Friday, June 25, 2004

If Every Desire Becomes a Right, Then Real Rights are Devalued

The Liberal candidate in Mount Royal, Irwin Cotler (who is also the minister of justice in the Martin government), has chastised Stephen Harper for his stand on same-sex marriage. In his comment, published in the Citizen Wednesday ("The Charter is here to stay." June 16), he throws in everything but the kitchen sink in what is purported to be a defence of the Charter.

Three statements in his tract are quite puzzling. It would appear that Mr. Cotler believes that appellate court judges are infallible, that the majority in the House of Commons is nothing but an expression of whims, and that the notwithstanding clause is not a normal way to assert the prevalent authority of Parliament in a democracy.

The fact that appellate courts in British Columbia, Ontario and Quebec have struck down a piece of legislation is in no way a final judicial stand on any issue. Before we have an opinion from the Supreme Court of Canada, nothing is final. So it is difficult to understand why the Liberal government has not simply referred these judgements to the Supreme Court to determine if the notion of traditional marriage is indeed in violation of the Charter.

To the best of my knowledge, this is what Stephen Harper wants to do: Get an opinion from the Supreme Court about the existing law rather than concocting another law that makes same-sex marriages legal and submitting it to the Supreme Court for pre-approval.

It is well known that a large number of lower court judgements in Canada are not upheld by the Supreme Court. It is not impossible to believe that since marriage is reserved for the partnership between a man and a woman in some 180 countries, the Supreme Court might regard it as quite acceptable and non-discriminatory in a free and democratic society. This need not oppress gays and lesbians in any way, or bar them from entering into civil unions which are not second-rate option except in the mind of the zealots. There could be different way (in full respect and dignity for all) to formalize different sorts of unions.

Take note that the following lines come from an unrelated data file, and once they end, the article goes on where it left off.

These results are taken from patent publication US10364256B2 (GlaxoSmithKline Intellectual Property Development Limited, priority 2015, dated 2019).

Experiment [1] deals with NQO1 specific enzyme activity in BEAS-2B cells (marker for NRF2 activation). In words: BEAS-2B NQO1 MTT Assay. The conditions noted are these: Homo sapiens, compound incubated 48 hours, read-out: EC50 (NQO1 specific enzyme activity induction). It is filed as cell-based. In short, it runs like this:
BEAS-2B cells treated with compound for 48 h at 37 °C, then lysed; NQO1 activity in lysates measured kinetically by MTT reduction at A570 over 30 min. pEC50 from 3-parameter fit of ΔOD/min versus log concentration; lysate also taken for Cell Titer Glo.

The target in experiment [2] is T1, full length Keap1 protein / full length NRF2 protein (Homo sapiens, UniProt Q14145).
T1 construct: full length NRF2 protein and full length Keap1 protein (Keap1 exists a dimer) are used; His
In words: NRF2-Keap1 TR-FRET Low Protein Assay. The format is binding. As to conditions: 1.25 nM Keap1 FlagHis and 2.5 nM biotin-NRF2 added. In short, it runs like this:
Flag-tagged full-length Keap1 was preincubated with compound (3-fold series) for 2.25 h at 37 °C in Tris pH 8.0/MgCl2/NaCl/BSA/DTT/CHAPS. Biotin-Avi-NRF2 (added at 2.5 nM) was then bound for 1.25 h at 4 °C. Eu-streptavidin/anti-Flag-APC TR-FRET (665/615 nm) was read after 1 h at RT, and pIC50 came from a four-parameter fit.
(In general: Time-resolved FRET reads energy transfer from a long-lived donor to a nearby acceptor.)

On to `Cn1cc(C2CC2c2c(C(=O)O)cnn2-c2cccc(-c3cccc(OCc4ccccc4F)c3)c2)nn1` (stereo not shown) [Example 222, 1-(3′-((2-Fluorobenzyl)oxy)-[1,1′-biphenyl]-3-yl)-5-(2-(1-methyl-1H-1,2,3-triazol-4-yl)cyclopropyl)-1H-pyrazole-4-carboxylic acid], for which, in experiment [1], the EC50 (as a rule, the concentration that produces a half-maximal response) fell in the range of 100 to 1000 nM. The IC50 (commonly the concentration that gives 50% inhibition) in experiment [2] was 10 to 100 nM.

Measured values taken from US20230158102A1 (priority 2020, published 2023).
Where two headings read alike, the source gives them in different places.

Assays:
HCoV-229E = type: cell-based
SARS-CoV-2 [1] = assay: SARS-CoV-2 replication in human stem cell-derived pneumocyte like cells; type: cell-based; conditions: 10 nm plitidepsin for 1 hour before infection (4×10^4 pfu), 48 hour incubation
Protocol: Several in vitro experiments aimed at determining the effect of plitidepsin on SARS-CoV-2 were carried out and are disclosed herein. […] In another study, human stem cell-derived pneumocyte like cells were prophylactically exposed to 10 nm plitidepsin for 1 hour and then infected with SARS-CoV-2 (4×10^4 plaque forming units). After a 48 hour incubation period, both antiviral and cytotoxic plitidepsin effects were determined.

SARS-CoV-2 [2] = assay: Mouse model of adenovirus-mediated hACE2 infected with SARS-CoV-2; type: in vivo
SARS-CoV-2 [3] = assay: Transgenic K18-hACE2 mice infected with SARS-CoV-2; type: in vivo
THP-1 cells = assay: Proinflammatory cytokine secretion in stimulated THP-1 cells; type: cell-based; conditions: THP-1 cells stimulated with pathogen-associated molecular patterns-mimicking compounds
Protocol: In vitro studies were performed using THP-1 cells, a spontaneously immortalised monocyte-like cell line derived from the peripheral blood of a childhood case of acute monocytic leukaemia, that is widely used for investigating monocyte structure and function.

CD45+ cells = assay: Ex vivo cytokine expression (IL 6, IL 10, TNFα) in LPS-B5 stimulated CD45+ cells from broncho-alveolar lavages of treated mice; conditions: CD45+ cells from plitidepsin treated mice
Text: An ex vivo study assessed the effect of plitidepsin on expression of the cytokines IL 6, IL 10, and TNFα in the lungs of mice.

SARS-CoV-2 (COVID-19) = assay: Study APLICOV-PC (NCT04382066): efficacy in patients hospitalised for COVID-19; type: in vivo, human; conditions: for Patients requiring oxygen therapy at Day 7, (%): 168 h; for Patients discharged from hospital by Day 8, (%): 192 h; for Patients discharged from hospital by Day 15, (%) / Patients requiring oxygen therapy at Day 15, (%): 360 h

But even if the Supreme Court were to uphold the decisions of the lower courts, this need not be accepted by Parliament. Irwin Cotler's view that Parliament is a whimsical mob, and its decisions rooted in uninformed whimsicality, is quite surprising. Mr. Cotler, as a human rights lawyer, is so intent on limiting the damages that the tyranny of a majority may inflict on minorities that he lyrically defends the tyranny of the minorities and falls into an idolatry of rights as if they were sacred. As Michael Ignatieff rightly underlines, "we need to stop thinking of human rights as trumps and begin thinking of them as a language that creates a basis for deliberation." Rights are not a set of trump cards to bring political disputes to closure.

Parliament is the place of last resort for deliberation about all governance issues in a democracy. The idea that Parliament is not to be trusted, and that judges as super-bureaucrats are like shamans who cannot be contested, is anti-democratic.

The Charter is a creature of Parliament. Rights have been defined by Parliament; as Mr. Ignatieff says, they are a "tool kit against oppression" and one should not automatically "define anything desirable as a right" because that would erode the legitimacy of core rights. Courts are not infallible in interpreting the Charter. And there is nothing sinister, in a free and democratic society, in Parliament's using the notwithstanding clause to suspend the application of a decision by the courts that does not pertain to oppression and with which the majority of freely elected parliamentarians does not agree.

To allow minority groups to obtain everything they would prefer to have as a matter of rights, and to make rights into a secular religion and the courts into its only authorized clergy, would take us into dangerous territory. And for a minister of the Canadian government to trivialize Parliament as a whimsical mob is not reassuring.

Maybe Mr. Cotler was only speaking as the Liberal candidate in Mount Royal. In such a case, he is allowed to entertain any pragmatic doctrine that is likely to foster his re-election. He even has the right to disinform.

Gilles Paquet©

(Gilles Paquet is a Senior Research Fellow in the School of Political Studies at the University of Ottawa. This column first ran in The Ottawa Citizen , Friday, June 18, 2004, p. A13.)
Reprinted by permission.